MIAMI -- Kobe Bryant kept asking people to vote for someone besides him for the All-Star game.
So when the votes were tallied and he was announced a starter Thursday, he didn't exactly celebrate.
Bryant said it was "always a tremendous honor" to be selected to the All-Star game but added that, uh, he had no desire to play in it.
"No, I don't think so," he said flatly.
"With all due respect to the fans who voted me in, and I certainly appreciate that ... but you've got to do the right thing as well. My feeling is you've got to reward these young guys for the work that they've been putting in," Bryant said Thursday.
Cognizant that he played only six games this season because of injuries, Bryant lobbied two other times this month for some of the younger Western Conference guards to get the starting nod, specifically Portland's Damian Lillard.
Houston's James Harden also was not voted into the Feb. 16 game, but Golden State's Stephen Curry, a young guard, will start alongside Bryant.
Lillard and Harden are expected to be added to the West squad next week as reserves, who are chosen by the 15 coaches in the conference.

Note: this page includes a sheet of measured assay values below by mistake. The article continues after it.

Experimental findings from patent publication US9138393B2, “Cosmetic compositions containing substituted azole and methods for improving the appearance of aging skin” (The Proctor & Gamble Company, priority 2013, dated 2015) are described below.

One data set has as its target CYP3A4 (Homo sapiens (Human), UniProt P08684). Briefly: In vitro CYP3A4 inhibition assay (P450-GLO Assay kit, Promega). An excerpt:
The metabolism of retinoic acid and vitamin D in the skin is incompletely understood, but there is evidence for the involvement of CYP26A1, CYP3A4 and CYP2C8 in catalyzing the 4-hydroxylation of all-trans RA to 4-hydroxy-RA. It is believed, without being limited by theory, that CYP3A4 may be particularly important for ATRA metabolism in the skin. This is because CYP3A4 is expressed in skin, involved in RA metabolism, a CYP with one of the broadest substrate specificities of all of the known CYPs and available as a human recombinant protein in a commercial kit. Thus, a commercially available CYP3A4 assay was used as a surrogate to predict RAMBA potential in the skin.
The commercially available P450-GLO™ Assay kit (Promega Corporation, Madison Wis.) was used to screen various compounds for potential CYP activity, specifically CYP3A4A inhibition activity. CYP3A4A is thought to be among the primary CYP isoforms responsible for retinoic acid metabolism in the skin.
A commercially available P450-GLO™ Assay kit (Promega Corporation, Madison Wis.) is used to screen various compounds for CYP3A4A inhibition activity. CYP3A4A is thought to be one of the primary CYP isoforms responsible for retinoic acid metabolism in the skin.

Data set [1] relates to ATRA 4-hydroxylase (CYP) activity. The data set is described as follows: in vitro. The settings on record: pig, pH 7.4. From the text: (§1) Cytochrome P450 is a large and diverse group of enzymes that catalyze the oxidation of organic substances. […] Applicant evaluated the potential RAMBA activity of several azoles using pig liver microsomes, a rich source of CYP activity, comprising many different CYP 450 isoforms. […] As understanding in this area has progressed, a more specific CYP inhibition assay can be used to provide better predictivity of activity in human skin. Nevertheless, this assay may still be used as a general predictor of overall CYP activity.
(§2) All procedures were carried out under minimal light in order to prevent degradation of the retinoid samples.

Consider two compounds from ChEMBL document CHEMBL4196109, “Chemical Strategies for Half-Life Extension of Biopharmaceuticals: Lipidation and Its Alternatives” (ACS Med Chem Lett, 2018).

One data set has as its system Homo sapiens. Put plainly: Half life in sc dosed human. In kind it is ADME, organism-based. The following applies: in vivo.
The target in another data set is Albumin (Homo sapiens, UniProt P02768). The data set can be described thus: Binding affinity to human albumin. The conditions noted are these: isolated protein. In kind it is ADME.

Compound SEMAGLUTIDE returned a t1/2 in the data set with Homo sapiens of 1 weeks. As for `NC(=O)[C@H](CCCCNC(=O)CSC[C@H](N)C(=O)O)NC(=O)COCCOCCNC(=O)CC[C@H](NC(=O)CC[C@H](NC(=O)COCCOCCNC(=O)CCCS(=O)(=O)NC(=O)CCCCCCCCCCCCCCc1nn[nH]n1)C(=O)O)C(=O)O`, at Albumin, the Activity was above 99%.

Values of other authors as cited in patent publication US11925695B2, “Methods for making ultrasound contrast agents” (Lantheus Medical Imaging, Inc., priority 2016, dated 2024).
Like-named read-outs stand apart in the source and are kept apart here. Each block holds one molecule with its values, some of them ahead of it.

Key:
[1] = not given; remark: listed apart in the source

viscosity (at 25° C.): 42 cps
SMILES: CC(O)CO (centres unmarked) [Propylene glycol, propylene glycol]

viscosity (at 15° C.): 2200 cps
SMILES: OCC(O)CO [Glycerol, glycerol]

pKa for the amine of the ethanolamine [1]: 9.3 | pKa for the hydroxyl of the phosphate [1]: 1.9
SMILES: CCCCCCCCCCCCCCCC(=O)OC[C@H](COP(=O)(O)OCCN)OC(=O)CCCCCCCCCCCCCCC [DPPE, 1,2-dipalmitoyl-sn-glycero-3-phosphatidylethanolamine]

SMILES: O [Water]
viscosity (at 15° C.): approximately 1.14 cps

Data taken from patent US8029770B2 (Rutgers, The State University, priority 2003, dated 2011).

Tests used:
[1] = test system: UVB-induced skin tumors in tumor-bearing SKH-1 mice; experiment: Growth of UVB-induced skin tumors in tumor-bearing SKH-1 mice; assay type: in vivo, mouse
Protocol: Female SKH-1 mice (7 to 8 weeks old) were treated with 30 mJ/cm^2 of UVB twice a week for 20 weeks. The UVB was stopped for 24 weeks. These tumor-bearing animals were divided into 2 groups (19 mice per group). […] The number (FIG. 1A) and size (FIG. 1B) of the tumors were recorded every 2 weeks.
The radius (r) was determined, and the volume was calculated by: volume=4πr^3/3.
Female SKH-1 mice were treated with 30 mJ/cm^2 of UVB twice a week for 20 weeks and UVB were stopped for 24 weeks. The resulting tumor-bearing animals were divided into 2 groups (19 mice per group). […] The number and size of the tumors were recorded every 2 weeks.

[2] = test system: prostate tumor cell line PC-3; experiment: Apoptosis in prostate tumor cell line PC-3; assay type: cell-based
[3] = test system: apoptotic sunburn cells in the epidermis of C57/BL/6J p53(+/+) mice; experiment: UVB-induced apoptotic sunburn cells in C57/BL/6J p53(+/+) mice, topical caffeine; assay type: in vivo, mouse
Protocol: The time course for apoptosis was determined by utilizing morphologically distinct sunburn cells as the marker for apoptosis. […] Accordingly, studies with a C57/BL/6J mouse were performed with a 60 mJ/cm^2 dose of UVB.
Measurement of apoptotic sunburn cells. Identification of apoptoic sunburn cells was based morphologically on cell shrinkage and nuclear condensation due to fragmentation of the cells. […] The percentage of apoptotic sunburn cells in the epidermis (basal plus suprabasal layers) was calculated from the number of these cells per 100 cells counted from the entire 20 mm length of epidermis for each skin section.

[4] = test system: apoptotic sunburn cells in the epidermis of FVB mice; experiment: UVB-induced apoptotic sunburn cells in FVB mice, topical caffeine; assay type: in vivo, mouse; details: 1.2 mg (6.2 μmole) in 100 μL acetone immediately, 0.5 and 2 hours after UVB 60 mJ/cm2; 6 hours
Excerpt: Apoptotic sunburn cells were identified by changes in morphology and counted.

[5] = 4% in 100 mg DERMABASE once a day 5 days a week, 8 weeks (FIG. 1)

The NBA almost surely would battle Bryant if he tried to skip the game, which would be his 16th All-Star appearance.
He is set to return from a fractured knee in early February, perhaps playing a half-dozen games before All-Star weekend in New Orleans. Bryant said he expected a two-game penalty from the NBA if he skipped it. So he might reluctantly suit up.
"It just means somebody will have to lose a spot, unfortunately," he said. "Our backups will be playing a lot if I go in there and do my two minutes and sit down."
Bryant, 35, wanted the younger kids to get this. Not him.
"I think it's important for them to go out there and perform. I mean, they've been playing all season," Bryant said. "They deserve to be in there. They deserve to play. I see no reason why they shouldn't be out there doing their thing."